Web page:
For my case note, click on Article 29 Warsaw Convention: two years is too late to wait to bring a claim for the death of an air passenger

Fare refunds for flight delays and cancellations are now easier in Australia

It's frustrating to be waiting at an airport and watching your flight being delayed on the Flight Directory. It's even worse if it's late at night and the flight is cancelled because it cannot take off before the curfew.

The airline will offer refreshments, meals and accommodation for overnight delays. But what if you don’t want to take the flight anymore?

When it comes to giving a fare refund for flight delays and cancellations, airlines have been very reluctant:

Jetstar policy was that its 'Economy Starter' fares and 'Plus Bundle' fares were non-refundable unless the passenger purchased a flight bundle at additional cost.

Qantas policy was that refunds were not available for its 'Red e-deal' fares.

Tigerair policy was that a "refund admin fee" was payable for a refund, and the refund was only available as a fare credit valid for 6 months only.

Virgin Australia policy was that refunds were not available for its 'Domestic Getaway' and International Short-Haul fares, and the refund was only available as a fare credit valid for 12 months only.

The consumer regulator, the ACCC, has used its threat of legal action for breach of the consumer guarantee that services must be supplied within a reasonable time to have these four airlines agree to offer fare refunds to any passenger who requested one over the past 2 years and in the future.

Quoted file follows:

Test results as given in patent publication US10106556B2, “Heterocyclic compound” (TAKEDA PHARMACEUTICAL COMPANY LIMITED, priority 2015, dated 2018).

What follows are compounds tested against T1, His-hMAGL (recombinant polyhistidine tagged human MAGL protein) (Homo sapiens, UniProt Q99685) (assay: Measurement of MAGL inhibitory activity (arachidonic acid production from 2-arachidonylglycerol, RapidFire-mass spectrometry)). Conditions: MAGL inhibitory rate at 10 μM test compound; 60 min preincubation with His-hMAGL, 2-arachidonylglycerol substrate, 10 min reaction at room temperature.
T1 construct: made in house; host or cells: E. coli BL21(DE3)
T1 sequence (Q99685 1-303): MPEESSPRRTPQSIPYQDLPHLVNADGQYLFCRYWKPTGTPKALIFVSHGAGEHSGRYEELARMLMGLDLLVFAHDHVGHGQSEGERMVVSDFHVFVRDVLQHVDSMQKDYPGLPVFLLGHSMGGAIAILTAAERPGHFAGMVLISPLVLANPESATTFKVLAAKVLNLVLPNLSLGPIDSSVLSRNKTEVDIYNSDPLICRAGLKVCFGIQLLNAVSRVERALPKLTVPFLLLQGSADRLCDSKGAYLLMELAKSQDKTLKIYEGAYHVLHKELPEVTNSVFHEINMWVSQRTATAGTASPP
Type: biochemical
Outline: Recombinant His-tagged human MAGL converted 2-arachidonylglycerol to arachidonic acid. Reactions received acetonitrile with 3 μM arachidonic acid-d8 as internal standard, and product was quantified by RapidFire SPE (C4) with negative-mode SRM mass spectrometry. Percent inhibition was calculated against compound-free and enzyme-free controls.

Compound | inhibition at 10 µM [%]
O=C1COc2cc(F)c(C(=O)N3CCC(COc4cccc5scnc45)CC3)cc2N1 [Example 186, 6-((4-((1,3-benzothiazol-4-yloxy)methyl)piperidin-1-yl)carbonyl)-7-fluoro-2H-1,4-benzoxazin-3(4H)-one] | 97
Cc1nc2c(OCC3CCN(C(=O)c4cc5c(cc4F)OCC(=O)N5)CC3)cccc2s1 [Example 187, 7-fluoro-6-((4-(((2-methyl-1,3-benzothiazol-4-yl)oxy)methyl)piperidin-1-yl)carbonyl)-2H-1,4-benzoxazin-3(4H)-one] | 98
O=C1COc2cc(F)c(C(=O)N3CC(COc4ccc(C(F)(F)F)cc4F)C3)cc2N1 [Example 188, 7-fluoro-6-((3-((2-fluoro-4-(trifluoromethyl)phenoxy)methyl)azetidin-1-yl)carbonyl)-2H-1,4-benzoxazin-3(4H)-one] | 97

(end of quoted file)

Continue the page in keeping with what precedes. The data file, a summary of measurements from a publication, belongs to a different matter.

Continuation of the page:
In addition, it proposes to fine Jetstar $1.95 million because its policy to offer refunds only if a more expensive fare was purchased was far worse than the refund policies of the other airlines.

The result is by no means perfect. Often a passenger has to pay more to another airline for a fare if the flight is cancelled and they may lose their connections. These extra costs are not compensated. Nor is there any fixed compensation available as there is in Europe where up to E600 is payable for a flight delay or cancellation (as an alternative to a fare refund).

For more information click on my briefing note At last, a new regime for refunds for flight delays and cancellations in Australia


Do airline cancellation fees and charge fees annoy you? Help is on its way.